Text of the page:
Debate on Sky TV deal still off table at GAA Congress

Motion affecting potential ‘home’ Super 8s game for Dublin in Croke Park likely to make clár

Dublin may not be able to host their ‘home’ Super 8s game in Croke Park if a motion from Donegal succeeds at Congress. Photograph: James Crombie/Inpho

Dublin may not be able to host their ‘home’ Super 8s game in Croke Park if a motion from Donegal succeeds at Congress. Photograph: James Crombie/Inpho

 

No revisiting of the GAA’s controversial subscription-based TV rights deal, but the motion seeking to prevent any county from playing two games at Croke Park during the Super-8s is set to make the Congress clár next month.

While not necessarily aimed directly at Dublin, Donegal have tabled a motion that prevents any county from designating Croke Park as a ‘home’ venue in the Super 8s football stage, such as Dublin did last year, meaning they were guaranteed two games in GAA headquarters.

All motions destined for Congress must first go before rules advisory committee for further scrutiny; motions can also deemed ineligible if they don’t address a particular rule change.

If the Donegal motion is passed at Congress, and Dublin reach the Super 8s as expected, they will either have to play their ‘home’ game in Parnell Park or a larger neutral venue of their choice other than Croke Park.

“We still have to wait until we get all the motions back from the rules advisory committee,” said Alan Milton, GAA’s director of communications.

“The various committees will find out whether their motions are in order or not. And if it happens that they’re not in order, the committee may try work with the unit to put them in order. Sometimes that’s not always possible, in that they didn’t impact on rule, and involve a policy instead.

“But the committee will usually try to work with that unit to help put them in order, or else they may make a judgement that they don’t involve any rule change. It is the intention of that unit i.e. the Donegal, club, to have that motion on the clár, but that hasn’t been signed off as yet. That’s all expected by Tuesday of next week.”

What is certain is that any debate over the GAA’s controversial subscription-based TV rights, namely with Sky, won’t be revisited again until 2020 Congress, if so desired, after three motions last year failed to make it onto the clár.

Five years

Three counties (Clare, Leitrim and Roscommon) had approved motions opposing subscription-based TV rights, each effectively stemming from the GAA deal with Sky Sports, first agreed in 2014 – then extended for another five years last year, through to 2021.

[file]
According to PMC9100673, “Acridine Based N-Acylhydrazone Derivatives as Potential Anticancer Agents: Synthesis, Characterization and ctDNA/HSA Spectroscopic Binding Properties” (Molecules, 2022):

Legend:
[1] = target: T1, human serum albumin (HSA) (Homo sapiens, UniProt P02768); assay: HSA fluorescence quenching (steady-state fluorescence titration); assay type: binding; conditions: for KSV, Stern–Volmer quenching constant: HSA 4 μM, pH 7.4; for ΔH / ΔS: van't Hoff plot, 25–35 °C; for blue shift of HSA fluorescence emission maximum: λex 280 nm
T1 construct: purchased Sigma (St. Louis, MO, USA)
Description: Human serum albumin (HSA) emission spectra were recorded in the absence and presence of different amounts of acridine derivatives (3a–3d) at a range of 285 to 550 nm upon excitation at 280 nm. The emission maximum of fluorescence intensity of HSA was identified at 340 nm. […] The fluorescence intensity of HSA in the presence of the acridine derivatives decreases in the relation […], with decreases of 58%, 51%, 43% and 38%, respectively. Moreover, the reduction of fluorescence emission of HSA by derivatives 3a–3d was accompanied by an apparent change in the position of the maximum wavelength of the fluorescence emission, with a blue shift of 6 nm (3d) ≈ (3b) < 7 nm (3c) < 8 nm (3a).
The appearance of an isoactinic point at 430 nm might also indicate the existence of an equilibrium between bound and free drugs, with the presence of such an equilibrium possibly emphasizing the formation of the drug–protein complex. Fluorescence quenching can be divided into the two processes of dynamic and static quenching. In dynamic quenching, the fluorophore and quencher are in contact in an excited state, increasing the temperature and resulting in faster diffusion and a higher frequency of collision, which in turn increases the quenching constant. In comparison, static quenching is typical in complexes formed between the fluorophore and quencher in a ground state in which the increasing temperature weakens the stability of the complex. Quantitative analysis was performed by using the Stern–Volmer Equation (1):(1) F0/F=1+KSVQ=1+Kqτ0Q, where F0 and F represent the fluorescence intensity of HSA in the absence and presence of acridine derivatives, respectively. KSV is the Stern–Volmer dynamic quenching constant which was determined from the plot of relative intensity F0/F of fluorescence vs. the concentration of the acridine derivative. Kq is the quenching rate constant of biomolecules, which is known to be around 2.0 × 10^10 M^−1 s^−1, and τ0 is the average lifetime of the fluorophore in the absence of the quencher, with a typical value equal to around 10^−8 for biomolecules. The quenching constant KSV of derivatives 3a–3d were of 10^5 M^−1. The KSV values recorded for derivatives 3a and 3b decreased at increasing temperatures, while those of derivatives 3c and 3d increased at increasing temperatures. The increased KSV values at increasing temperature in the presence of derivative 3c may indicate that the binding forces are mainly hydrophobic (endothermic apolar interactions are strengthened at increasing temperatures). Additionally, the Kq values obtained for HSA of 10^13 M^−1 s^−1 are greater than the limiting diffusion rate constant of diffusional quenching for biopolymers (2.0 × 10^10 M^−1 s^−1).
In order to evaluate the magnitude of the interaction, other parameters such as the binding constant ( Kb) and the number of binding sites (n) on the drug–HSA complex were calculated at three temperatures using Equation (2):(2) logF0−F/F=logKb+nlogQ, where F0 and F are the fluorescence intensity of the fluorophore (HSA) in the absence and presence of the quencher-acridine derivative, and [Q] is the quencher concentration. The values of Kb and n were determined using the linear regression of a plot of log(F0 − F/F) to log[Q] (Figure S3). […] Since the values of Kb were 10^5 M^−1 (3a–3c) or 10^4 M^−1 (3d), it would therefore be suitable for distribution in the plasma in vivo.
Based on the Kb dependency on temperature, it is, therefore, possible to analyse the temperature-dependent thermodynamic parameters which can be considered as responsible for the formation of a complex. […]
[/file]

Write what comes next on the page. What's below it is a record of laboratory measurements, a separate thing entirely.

All, however, were ruled out on the basis they essentially mirrored a 2016 motion, tabled by the St Joseph’s Boys club in Dublin; that motion was firmly defeated (15-85) and as it failed to receive one-third backing, a similar motion may not be permitted on the clár in the subsequent three years “unless the management committee allows it in exceptional circumstances”.

“That three-year moratorium still applies,” said Milton, “but anecdotally, and to the best of my knowledge, I haven’t heard of any county expressing an interest in submitting one, and that may be because they’re aware of that moratorium. It means it will be 2020 before any such motion could be tabled again, if that’s the case.”

Next year, 2020, will also allow for playing rule changes to be tabled, as in years divisible by five, other than those that come from the playing rules committee.

Also set to go before Congress, set for Wexford on February 22nd/23rd, is a motion from the St Ita’s club in Cork seeking to revert to the old system of drawn All-Ireland senior semi-finals going to replays when level after 70 minutes – rather than extra-time. This was passed at the Cork convention in December.

Last year, Cork lost out to Limerick at the All-Ireland stage after 90 minutes of hurling, while Galway and Clare also drew in their semi-final, again the game still level after extra-time, which then necessitated a replay in Thurles, which Galway won. 

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